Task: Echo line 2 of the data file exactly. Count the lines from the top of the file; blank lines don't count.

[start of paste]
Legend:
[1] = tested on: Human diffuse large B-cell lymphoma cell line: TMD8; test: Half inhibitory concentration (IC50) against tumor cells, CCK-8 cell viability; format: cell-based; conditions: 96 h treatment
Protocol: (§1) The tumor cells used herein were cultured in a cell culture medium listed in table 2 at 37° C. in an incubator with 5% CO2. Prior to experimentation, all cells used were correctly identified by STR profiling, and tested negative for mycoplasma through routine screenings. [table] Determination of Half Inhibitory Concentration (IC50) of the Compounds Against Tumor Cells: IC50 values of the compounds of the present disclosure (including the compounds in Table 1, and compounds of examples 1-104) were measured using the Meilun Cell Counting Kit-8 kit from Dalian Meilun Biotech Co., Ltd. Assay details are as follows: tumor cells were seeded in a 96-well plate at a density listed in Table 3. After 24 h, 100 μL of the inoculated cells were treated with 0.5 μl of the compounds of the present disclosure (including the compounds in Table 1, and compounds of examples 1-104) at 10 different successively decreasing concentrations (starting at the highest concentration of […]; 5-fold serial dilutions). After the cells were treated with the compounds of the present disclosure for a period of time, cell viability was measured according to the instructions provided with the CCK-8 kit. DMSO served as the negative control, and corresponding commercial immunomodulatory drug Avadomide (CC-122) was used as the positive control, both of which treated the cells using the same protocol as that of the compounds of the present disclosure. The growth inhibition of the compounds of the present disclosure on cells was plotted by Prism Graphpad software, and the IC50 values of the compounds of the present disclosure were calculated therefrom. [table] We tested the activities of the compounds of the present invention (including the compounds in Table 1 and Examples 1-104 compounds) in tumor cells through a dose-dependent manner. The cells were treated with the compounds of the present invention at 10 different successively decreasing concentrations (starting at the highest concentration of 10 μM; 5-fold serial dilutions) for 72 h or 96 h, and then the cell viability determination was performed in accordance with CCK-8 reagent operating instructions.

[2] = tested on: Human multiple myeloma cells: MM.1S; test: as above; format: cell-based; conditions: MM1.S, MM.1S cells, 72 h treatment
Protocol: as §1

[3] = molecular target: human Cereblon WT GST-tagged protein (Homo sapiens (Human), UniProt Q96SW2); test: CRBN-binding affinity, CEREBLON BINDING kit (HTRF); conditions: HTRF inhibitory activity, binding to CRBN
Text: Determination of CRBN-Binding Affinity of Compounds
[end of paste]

[1] = tested on: Human diffuse large B-cell lymphoma cell line: TMD8; test: Half inhibitory concentration (IC50) against tumor cells, CCK-8 cell viability; format: cell-based; conditions: 96 h treatment